Understanding CX analytics is a critical step in improving customer experience across the enterprise.
No matter what your company sells, its primary product is Customer Experience (CX). Customer experience is what attracts customers, influences what and how often they buy, and has a major impact on customer loyalty and lifetime value (LTV).
According to a Forbes Insights Report, 76 percent of business leaders believe customer experience is vital to their company’s survival
Strategizing and improving CX starts with measurement. Smart measurement and analysis of your customer data can help your brand improve customer experience and build lasting relationships. Here’s what you need to know.
What Is Customer Experience Analytics?
Customer Experience Analytics (CX Analytics) is the collection, processing, and evaluation of customer data to measure and ultimately improve CX. CX Analytics provide actionable data and offer verifiable measurements of marketing successes.
Customer Experience Analytics includes reporting on:
- The best customer market for your business and how to reach potential brand ambassadors and loyal customers
- Feedback, both positive and negative, from surveys, reviews and more
- A complete picture of the customer journey and pain points or roadblocks along the way
- Success rates of your current offerings and areas of potential for the future
Why Should Businesses Care About CX Analytics?
Creating a culture and structure that puts CX at the forefront of your business is the best way to understand your current customers, bring in new business, and build loyalty. CX is directly linked to customer engagement, purchasing, and LTV. CX Analytics produce actionable, measurable, and profitable insights.
CX Analytics touch every aspect of the business, from sales and marketing to customer retention. They’re crucial for proving the value of marketing strategies, surfacing pain points for customers, and making sure you’re meeting customers on the right channels.
Standard models based on broad metrics are not capable of deep insights and are often inconsistent throughout the business. Without CX Analytics, your most valuable insights about customer satisfaction, engagement, and purchasing habits are lost. Results from CX Analytics allow for measurable, data-driven decisions that get results.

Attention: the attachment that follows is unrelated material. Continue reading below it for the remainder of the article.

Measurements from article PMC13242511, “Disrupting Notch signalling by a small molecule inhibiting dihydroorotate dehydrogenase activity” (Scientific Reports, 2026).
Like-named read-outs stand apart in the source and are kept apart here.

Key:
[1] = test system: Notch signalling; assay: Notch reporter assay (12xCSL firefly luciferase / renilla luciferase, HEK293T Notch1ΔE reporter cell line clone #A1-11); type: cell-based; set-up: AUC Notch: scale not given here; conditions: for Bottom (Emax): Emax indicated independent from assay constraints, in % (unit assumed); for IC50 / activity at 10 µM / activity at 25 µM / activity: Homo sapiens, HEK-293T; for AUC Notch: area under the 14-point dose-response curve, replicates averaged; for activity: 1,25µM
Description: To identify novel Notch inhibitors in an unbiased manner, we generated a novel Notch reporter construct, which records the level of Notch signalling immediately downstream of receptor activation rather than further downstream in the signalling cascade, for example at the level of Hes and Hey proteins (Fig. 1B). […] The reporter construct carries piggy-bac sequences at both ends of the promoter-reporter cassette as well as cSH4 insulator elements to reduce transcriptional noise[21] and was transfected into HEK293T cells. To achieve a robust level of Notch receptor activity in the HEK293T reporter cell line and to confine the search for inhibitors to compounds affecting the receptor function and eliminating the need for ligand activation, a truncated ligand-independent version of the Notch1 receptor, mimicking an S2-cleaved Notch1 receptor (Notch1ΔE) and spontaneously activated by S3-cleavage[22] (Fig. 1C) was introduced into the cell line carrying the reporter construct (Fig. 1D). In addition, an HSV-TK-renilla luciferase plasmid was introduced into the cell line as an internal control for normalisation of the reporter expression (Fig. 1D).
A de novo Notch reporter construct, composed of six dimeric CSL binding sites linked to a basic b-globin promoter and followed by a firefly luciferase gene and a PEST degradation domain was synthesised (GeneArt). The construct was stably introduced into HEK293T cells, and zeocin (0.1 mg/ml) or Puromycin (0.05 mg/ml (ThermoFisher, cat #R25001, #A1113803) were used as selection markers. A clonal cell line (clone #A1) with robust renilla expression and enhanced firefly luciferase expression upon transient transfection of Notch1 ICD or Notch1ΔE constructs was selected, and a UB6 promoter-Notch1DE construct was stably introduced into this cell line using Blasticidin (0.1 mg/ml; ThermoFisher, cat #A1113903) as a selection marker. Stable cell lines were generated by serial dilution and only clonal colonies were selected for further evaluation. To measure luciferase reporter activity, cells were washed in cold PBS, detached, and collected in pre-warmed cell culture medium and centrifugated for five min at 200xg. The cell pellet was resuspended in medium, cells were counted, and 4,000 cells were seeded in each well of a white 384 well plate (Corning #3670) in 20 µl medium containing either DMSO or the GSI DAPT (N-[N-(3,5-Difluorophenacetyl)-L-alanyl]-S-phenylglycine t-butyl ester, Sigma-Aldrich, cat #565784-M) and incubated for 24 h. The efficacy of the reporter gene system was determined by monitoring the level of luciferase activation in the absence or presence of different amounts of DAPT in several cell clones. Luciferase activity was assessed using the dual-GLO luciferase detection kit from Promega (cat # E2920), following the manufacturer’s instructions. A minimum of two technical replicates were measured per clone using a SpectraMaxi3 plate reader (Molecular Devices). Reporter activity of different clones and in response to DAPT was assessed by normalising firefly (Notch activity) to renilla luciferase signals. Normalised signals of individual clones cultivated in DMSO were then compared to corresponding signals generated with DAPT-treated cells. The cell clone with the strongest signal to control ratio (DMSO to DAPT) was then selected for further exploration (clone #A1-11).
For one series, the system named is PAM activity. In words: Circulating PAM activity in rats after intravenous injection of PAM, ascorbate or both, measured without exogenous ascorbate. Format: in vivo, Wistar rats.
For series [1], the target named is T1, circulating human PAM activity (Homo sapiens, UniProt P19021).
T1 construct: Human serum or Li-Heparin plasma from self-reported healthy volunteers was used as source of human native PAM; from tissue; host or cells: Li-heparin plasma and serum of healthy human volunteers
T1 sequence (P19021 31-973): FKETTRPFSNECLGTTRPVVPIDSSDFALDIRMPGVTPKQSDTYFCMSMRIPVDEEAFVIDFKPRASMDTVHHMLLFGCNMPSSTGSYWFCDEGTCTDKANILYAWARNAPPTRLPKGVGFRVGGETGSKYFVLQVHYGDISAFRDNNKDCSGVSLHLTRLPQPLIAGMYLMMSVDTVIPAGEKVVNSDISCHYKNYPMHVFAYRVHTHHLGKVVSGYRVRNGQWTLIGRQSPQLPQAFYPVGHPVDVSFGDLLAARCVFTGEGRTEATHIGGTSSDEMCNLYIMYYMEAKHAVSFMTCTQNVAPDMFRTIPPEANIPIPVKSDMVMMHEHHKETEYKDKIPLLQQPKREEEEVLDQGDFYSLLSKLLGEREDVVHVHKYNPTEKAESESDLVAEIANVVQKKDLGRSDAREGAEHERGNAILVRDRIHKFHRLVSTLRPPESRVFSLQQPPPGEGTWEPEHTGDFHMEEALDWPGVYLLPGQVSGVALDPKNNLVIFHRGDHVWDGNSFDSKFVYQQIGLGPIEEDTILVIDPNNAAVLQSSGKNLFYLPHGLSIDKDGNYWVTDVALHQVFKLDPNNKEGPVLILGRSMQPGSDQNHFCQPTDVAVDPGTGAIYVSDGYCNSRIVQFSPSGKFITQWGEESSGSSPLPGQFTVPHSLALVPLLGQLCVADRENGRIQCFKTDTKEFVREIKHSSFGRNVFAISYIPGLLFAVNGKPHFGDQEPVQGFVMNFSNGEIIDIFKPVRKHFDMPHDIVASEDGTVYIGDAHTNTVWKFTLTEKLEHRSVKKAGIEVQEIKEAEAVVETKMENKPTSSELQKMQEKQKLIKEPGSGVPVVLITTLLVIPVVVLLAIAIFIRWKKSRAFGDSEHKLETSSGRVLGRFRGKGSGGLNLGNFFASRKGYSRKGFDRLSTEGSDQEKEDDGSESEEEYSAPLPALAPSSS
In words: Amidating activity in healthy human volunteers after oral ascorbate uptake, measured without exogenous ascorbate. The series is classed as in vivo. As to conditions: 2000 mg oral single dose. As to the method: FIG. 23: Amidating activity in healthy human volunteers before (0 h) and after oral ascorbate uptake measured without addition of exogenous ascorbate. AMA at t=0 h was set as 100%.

How to Measure Customer Experience
Once the decision is made to concentrate on CX as the driving force of a business, the next step is to gather data and measure it using CX Analytics. CX data comes from offline and online sources such as:
- In-store sales and store traffic
- Customer surveys
- Social media interactions
- Site browsing patterns
- Mobile app usage
- Coupon redemption
- Loyalty program enrollment
- Cart abandonment
Deep customer data analysis is only possible when you can bring together all these disparate sources to create a single source of truth. It’s a process that would be nearly impossible to do manually, but the right Customer Data Platform (CDP) can unify fragmented data sources and provide actionable, deep insights.
Unite Customer Data on a CDP for a Unified Customer View
CDPs centralize and unify fragmented customer data into accurate and complete single customer profiles. United customer data can be used to guide decisions about interactions with one customer and to create detailed views of all customers. There are three steps to performing CX analytics with a CDP:
- Collect, unify, and centralize data: CDPs stitch together all of your data sources into one centralized location so that it can be viewed as a whole picture, not just disparate snap shots of specific segments.
- Validate, clean, and update: The heart of the CDP is the Single Customer View (SCV). SCVs are a whole picture of a customer with all data from every touchpoint. The data is “cleaned” by removing duplicates, blank fields, incorrect or outdated information, and creating one profile for each customer. SCVs are essential for tracking current CX and informing future decisions.
- Produce deep insight: CX Analytics highlight channel preferences, touchpoint efficacy and engagement and inform forecasts around CLTV, loyalty and avenues for new business. CDPs and SCVs can guide communication and ad strategies for groups or individual consumers.
Spot Trends and Surface Insight Using Intelligent Data
Intelligent data processing not only produces a picture of current CX, it can provide valuable insight about trends, pain points and campaign successes or failures. Intelligent data processing also yields crucial information about how to gain new business, streamline and reduce costs for advertising and zero in on the most profitable strategies.
Executives get a bird’s-eye view of marketing activities, as well as ROI across regions and product lines. Strategists can quickly glean customer insights to build more effective plans. Lastly, campaign managers can see which audiences, channels, and messaging are driving the most revenue and ROI.